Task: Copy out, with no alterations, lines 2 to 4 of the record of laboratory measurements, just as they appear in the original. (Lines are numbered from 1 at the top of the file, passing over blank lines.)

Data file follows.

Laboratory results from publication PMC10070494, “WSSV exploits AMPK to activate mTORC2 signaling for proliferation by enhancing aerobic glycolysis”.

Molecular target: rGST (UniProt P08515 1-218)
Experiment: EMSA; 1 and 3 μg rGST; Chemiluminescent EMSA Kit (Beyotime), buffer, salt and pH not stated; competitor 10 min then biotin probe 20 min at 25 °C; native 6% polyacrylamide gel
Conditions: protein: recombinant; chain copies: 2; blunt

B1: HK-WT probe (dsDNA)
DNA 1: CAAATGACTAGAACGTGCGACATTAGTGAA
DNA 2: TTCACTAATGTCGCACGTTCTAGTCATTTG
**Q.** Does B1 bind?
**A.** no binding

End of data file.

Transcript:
Molecular target: rGST (UniProt P08515 1-218)
Experiment: EMSA; 1 and 3 μg rGST; Chemiluminescent EMSA Kit (Beyotime), buffer, salt and pH not stated; competitor 10 min then biotin probe 20 min at 25 °C; native 6% polyacrylamide gel
Conditions: protein: recombinant; chain copies: 2; blunt